HAIFA — This northern port city is known to charm tourists. It’s bordered by sea and hills, divided into neighborhoods that are lived in by all types of residents, secular and religious, Arab and Jewish, Russian, Ethiopian, even Baha’i.
But, they don’t mix it up all that much.
“Haifa residents don’t travel into other neighborhoods that aren’t theirs,” said Hila Goshen, who runs cultural events at Beit Hagefen, the Arab Jewish cultural center in Haifa.
That separation is the raison d’être behind the Haifa Story Festival, an annual five-day event run by Beit Hagefen, honing in this year on the subject of identity and activism.
The festival, running November 1-5, is funded by the Ministry of the Development of the Negev and the Galilee, which is generally geared toward work in Israel’s periphery. These particular neighborhoods of Haifa, said Goshen, can be considered a peripheral area as well, even if they’re smack in the middle of a city.
“This event isn’t in the cool lower city of Haifa, or up in the Carmel, but is in the peripheral neighborhoods of Haifa,” said Goshen. “This is about the locals, we go to them, we go to the non-obvious places, because there are such stories in these neighborhoods.”
In the past, there have been conversations in Haredi synagogues and meet-ups in the homes of Ethiopian immigrants. This year’s festival includes lectures, screenings, tastings, tours and panels. An added element will look at the stories of Haifa’s neighbors through a prism of identity activism, viewing whether that brings people together, or pushes them farther apart.
Activism has always been a mainstay of Haifa, beginning from its days as a port city, when stevedores and port workers were organized by early labor organizations, said Dotan Brom, a guide who specializes in gay pride and communist tours of the city that he adopted as his hometown a few years ago.
Brom, who will be offering several tours during the festival, gave me an abbreviated tour about Haifa’s gay history, with a look at the city’s port, which was first expanded during the time of the British Mandate, part of their route for the planned Haifa-Mosul pipeline.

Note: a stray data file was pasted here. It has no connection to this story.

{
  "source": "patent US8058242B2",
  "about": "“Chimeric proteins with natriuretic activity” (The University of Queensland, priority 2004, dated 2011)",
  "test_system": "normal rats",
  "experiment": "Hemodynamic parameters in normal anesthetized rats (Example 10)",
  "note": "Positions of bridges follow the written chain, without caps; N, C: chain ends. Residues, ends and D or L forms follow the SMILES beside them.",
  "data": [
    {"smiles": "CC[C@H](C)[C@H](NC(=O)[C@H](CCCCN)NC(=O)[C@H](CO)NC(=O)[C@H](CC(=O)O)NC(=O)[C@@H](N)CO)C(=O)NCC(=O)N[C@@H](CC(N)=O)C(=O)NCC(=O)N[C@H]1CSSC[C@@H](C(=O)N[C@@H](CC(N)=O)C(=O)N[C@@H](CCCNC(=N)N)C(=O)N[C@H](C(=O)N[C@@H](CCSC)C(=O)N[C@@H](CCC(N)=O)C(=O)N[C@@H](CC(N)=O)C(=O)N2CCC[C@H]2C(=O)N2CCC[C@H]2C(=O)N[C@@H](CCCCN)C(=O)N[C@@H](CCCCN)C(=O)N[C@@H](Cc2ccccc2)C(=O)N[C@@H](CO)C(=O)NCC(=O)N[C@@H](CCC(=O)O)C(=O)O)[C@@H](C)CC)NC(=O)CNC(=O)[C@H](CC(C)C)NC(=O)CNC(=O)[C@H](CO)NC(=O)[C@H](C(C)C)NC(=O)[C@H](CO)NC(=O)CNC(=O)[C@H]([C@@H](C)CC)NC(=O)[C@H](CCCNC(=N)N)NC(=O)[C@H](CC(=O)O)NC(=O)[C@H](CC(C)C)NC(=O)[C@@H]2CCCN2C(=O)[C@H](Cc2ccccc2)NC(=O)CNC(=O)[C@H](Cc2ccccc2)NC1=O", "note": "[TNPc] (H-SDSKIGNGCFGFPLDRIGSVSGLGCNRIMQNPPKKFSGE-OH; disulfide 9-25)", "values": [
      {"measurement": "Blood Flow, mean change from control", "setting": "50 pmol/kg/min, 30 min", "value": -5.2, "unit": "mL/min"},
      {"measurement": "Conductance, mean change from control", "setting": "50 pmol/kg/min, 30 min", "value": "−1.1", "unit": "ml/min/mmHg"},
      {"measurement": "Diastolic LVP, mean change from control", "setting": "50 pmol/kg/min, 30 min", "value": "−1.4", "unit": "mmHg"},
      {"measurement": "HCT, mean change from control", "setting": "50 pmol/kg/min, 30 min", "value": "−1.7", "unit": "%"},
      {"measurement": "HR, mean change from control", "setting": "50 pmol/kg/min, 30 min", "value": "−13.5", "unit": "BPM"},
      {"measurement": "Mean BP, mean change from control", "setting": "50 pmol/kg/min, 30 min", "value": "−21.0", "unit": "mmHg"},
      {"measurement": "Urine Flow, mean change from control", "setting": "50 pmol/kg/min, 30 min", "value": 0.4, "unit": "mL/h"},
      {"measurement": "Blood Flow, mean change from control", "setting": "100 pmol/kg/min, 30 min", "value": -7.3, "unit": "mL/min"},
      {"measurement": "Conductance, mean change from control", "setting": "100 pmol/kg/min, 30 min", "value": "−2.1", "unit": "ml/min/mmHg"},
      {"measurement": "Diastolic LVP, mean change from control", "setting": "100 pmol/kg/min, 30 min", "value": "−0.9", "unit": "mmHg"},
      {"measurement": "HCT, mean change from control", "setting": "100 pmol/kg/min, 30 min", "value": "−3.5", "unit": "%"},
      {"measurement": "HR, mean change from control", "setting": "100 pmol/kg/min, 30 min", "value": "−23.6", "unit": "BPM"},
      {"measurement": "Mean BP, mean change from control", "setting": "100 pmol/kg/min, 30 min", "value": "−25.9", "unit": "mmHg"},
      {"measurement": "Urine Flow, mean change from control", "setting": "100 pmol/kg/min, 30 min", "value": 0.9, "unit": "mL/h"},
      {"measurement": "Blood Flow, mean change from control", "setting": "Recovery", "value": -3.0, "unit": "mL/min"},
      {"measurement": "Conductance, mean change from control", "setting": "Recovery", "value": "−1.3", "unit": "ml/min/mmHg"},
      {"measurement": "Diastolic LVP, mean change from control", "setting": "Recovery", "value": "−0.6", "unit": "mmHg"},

At the time, Haifa was a city of Arabs and Ottoman Jews, who moved there during the days of the Ottoman Empire. Jews from other lands, newly arrived in pre-state Palestine, came to the city later on to work at the port, the nearby oil refinery and other local plants.
They were the ones who built up the Hadar neighborhood in the 1940s, Haifa’s first Jewish Zionist enclave, mostly because the land was vacant and available, said Brom.
Hadar is now a busier, more bustling neighborhood than it was for some time, when many Haifa residents left and moved to Tel Aviv in the 1980s, or stayed in the city but moved up the hill to the Carmel neighborhood, leaving Hadar vacant and crime-ridden.
It’s where Brom lives now, as part of an urban commune. For Brom, a researcher and member of the Haifa Queer History Project, Hadar represents the heart of gay Haifa, both historically and allegorically.
The city’s early, secretive gay life began, in many ways, in Gan Hazikaron, or Garden of Remembrance, just across from City Hall, the eclectic architectural styled building designed by Benjamin Chaikin and built in 1942, with a mix of Eastern and Western elements, symbols of the developing city.
This open, grassy park overlooking the bay and port was where gay men would head at night, to meet and rendezvous with others behind the thick shrubbery and lower areas of the park.
It was where local police trolled for suspects during a spate of murders of gay men in the 1990s, taking men’s identity card numbers and calling them at work or home, often outing them to their families and workplaces.
The park is also where Haifa’s early transgender community first hung out. The city was home to the late actress-singer Gila Goldstein, considered Israel’s first transgender woman, as well as Zalman Shoshi, who always described himself as Israel’s first transvestite.
The more hidden paths and corners of the park are still used by deeply closeted gay men, often from Haredi or Arab backgrounds, said Brom, but it’s also widely used by others, including a weekly cricket game of Sri Lankan foreign workers.
Gay life has changed considerably in the last decades, and Brom doesn’t want Haifa to be considered second tier to Tel Aviv, the queen of the gay scene. The city has its own Gay Pride parade each June, and Haifa’s new LGBTQ center, Communities’ House for Pride and Tolerance on Masada Street in Hadar, is where the annual Queer History Festival is held.
It’s a city that accepts people for who they are, he said.
“Haifa’s vibe is you do what you do,” he said.
It’s that vein of identity — and activism — that will be showcased during this week’s Haifa Story Festival. The event will also include a tour about street graffiti as a symbol of rejected social communities.
Brom will be guiding two tours, one on Friday, November 2 at 10:30 a.m. about the gay community in Haifa, which requires pre-registration. He also has a tour about communist Haifa on Saturday at 10:30 a.m.
For more information and pre-registration for other events during the festival, head to the Haifa Story Festival site.